He’s been to every Brewers home opener since 1970.  Talk about a streak!  So with a few of my own under my belt, in this post I’d like to take a look at some of the things that make Opening Day special – and how I got started going in the first place.

In 2006 I started thinking about taking my Dad to Opening Day.  It was one baseball “thing” that had eluded us since he started taking me to games at Milwaukee County Stadium

Dad had a hard time landing Opening Day tickets during those pre-internet days, yet somehow he got us into the ’82 playoffs.  Go figure.  He had a couple opportunities to get us on the “Drunk Bus” as he called it, but after a night game incident that went awry, he never went that route.

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Milwaukee Baseball History – 50 Years Ago: The Opening Day that Wasn’t

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Chris Zantow (Featured BBBA Writer/Owner – chriszantowauthor.wordpress.com)

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In early April, 1966, Milwaukee County Stadium sat silent for the first time since 1953. It was a quiet time in Milwaukee baseball history – and certainly no April Fools’ Day joke.  The field didn’t need any special attention, stadium workers weren’t hired for the season, and concessions weren’t purchased.  The Braves skipped town after the 1965 season and there would be no professional baseball played in the Cream City for the first time in 80 years.

Tickets were sold in Atlanta for the 1966 season starting in January of that year.  The team was caught between two state court injunctions.  In Wisconsin, Judge Elmer Roller ordered the team to play in Milwaukee until a replacement franchise could be obtained.  Judge Sam Phillips of Atlanta issued a temporary injunction that called for the Braves to play games that season in Atlanta.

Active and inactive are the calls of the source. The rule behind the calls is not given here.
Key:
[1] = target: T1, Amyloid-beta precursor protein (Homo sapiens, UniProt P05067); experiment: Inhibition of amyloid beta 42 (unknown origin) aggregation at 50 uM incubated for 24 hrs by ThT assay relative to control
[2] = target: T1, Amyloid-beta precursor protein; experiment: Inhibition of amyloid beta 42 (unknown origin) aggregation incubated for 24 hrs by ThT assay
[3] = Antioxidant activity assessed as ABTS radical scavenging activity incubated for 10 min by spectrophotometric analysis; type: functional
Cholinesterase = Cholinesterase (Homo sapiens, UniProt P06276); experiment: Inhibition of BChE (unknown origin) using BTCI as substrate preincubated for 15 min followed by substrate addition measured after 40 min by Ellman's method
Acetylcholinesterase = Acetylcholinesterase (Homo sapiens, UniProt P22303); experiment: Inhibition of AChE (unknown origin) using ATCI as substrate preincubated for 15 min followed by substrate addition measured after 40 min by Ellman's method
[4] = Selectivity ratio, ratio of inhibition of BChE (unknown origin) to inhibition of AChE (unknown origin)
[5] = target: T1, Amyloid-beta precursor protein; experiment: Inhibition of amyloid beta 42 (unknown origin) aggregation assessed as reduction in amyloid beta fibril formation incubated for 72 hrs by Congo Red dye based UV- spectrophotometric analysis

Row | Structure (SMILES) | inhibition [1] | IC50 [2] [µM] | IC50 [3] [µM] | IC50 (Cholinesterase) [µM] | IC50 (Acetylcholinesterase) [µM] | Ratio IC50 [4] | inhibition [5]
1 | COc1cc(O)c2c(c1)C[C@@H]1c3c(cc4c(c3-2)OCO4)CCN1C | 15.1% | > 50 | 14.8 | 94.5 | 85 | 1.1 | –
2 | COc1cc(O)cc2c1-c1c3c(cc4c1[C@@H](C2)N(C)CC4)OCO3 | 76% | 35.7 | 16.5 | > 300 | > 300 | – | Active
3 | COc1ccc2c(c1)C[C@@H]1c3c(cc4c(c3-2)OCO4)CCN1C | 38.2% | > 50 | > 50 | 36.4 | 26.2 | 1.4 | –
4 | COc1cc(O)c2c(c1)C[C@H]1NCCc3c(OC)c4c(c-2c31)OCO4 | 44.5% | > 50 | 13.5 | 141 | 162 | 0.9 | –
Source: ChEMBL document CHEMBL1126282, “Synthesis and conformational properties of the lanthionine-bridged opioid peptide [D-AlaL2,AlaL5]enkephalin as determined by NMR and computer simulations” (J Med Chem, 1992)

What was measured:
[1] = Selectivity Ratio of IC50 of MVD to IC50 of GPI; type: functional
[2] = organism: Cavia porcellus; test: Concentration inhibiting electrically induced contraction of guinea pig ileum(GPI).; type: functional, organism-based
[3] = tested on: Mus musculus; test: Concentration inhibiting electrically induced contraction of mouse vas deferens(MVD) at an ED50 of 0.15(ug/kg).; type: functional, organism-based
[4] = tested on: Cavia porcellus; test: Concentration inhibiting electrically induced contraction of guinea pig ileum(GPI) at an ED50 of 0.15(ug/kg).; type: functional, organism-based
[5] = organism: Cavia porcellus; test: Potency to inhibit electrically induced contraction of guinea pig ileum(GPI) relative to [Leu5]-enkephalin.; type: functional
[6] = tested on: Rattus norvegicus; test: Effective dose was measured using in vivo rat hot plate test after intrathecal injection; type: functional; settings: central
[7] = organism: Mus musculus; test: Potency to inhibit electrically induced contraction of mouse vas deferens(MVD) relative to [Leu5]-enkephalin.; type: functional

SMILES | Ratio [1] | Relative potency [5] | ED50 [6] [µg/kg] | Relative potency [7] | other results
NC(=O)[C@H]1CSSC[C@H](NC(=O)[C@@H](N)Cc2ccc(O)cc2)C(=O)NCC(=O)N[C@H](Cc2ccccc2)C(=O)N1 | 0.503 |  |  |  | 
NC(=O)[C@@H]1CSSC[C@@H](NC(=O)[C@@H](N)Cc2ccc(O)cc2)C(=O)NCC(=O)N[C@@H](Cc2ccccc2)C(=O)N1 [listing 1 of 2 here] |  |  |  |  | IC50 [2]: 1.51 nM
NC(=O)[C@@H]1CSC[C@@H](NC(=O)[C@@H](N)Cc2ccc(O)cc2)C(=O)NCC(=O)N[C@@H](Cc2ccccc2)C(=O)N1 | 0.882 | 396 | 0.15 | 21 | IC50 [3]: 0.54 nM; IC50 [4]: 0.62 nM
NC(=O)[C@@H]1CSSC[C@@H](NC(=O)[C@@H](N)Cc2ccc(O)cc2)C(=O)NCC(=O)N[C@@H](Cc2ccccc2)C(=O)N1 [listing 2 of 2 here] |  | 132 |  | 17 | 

Braves owner, insurance industry executive Bill Bartholomay, acknowledged both injunctions in interviews. Yet he said, “The Braves fully intend to honor our contract with the Stadium Authority and all our larger obligations to the citizens of Atlanta, of Georgia, and the entire southeast, as the Braves have always honored our agreement with the county of Milwaukee.”

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Father And Son Milwaukee Brewers Connection – Eric Young And Eric Young Jr.

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Chris Zantow (Featured BBBA Baseball Writer/Owner – chriszantowauthor.wordpress.com ) 

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On January 5, 2016, Eric Young Jr. quietly signed a contract with the Milwaukee Brewers with an invitation to spring training in the big-league camp. 

I say quietly because most reporters gave the signing an obligatory two or three paragraph article after it was first mentioned December 31, and finalized a few days later. 

Of course there is more to this signing than meets the eye since his father once played for the Brewers.  So today on the blog I’d like to provide a bit more depth and backstory than has been reported so far.  

To tell Junior’s story, first let’s go back and take a look at his father’s story and stint with the Brewers.  

Eric Young, or ‘EY’ as he was nicknamed and will be referred to going forward, had a pretty good career in the big leagues and played for 15 seasons all told.  He was born in Brunswick, New Jersey, and stuck around to play both baseball and football at Rutgers. 

EY decided to pursue a career in baseball and was drafted in the 43rd round of the 1989 draft by the Los Angeles Dodgers.  Yup, you read that right – the 43rd round.